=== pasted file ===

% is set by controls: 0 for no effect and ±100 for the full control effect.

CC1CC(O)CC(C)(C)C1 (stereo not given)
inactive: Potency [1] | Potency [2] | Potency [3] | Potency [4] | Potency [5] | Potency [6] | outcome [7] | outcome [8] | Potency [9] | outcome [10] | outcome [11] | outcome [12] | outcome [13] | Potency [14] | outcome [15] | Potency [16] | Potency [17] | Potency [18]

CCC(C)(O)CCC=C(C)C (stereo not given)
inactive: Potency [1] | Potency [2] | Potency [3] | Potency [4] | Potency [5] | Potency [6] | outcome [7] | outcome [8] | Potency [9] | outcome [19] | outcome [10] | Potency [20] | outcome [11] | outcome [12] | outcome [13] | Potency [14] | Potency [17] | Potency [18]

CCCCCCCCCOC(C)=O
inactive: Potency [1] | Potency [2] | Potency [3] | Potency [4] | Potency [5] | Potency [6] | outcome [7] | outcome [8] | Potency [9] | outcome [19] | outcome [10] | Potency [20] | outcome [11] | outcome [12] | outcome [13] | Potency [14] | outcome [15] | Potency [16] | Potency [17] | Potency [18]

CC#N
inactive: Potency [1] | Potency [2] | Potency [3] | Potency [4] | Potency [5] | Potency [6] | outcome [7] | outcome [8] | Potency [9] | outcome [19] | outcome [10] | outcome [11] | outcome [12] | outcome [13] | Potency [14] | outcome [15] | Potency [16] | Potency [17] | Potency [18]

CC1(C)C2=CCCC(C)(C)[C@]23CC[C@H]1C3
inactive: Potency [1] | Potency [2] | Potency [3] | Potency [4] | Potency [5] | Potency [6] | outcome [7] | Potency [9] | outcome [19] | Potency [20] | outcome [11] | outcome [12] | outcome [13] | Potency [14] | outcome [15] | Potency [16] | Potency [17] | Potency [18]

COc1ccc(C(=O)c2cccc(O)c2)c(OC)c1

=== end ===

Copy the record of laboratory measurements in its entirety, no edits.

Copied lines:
% is set by controls: 0 for no effect and ±100 for the full control effect.

CC1CC(O)CC(C)(C)C1 (stereo not given)
inactive: Potency [1] | Potency [2] | Potency [3] | Potency [4] | Potency [5] | Potency [6] | outcome [7] | outcome [8] | Potency [9] | outcome [10] | outcome [11] | outcome [12] | outcome [13] | Potency [14] | outcome [15] | Potency [16] | Potency [17] | Potency [18]

CCC(C)(O)CCC=C(C)C (stereo not given)
inactive: Potency [1] | Potency [2] | Potency [3] | Potency [4] | Potency [5] | Potency [6] | outcome [7] | outcome [8] | Potency [9] | outcome [19] | outcome [10] | Potency [20] | outcome [11] | outcome [12] | outcome [13] | Potency [14] | Potency [17] | Potency [18]

CCCCCCCCCOC(C)=O
inactive: Potency [1] | Potency [2] | Potency [3] | Potency [4] | Potency [5] | Potency [6] | outcome [7] | outcome [8] | Potency [9] | outcome [19] | outcome [10] | Potency [20] | outcome [11] | outcome [12] | outcome [13] | Potency [14] | outcome [15] | Potency [16] | Potency [17] | Potency [18]

CC#N
inactive: Potency [1] | Potency [2] | Potency [3] | Potency [4] | Potency [5] | Potency [6] | outcome [7] | outcome [8] | Potency [9] | outcome [19] | outcome [10] | outcome [11] | outcome [12] | outcome [13] | Potency [14] | outcome [15] | Potency [16] | Potency [17] | Potency [18]

CC1(C)C2=CCCC(C)(C)[C@]23CC[C@H]1C3
inactive: Potency [1] | Potency [2] | Potency [3] | Potency [4] | Potency [5] | Potency [6] | outcome [7] | Potency [9] | outcome [19] | Potency [20] | outcome [11] | outcome [12] | outcome [13] | Potency [14] | outcome [15] | Potency [16] | Potency [17] | Potency [18]

COc1ccc(C(=O)c2cccc(O)c2)c(OC)c1